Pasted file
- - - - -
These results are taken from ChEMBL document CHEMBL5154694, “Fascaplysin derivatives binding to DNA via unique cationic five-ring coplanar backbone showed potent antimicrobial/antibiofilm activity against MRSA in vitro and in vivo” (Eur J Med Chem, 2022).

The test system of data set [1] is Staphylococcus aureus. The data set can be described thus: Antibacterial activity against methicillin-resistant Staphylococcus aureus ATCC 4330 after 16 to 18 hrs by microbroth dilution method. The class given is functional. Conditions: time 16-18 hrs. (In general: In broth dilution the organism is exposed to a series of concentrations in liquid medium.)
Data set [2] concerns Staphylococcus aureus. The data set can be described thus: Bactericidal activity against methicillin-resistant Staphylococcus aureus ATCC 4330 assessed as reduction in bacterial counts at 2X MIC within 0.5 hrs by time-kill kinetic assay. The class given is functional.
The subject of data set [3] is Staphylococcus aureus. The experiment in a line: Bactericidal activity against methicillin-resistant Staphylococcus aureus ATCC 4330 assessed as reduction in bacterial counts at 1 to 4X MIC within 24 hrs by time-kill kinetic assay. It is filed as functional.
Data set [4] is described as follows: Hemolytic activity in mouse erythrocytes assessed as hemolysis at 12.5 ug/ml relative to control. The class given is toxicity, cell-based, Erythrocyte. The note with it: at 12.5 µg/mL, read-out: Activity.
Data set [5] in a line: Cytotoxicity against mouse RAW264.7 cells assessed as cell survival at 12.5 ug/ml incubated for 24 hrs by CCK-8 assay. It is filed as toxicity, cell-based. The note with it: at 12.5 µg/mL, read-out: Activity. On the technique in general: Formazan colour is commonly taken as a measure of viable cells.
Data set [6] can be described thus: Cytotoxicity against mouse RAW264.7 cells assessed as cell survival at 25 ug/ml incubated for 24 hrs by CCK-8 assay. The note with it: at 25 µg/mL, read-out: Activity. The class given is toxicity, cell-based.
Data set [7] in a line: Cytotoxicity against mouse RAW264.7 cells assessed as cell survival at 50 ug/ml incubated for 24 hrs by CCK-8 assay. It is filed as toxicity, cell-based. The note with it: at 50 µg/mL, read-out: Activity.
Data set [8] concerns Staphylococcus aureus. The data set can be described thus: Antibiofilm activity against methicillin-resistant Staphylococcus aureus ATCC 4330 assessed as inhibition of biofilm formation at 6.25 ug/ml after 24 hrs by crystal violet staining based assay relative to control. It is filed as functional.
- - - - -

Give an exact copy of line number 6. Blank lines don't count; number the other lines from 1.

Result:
Data set [5] in a line: Cytotoxicity against mouse RAW264.7 cells assessed as cell survival at 12.5 ug/ml incubated for 24 hrs by CCK-8 assay. It is filed as toxicity, cell-based. The note with it: at 12.5 µg/mL, read-out: Activity. On the technique in general: Formazan colour is commonly taken as a measure of viable cells.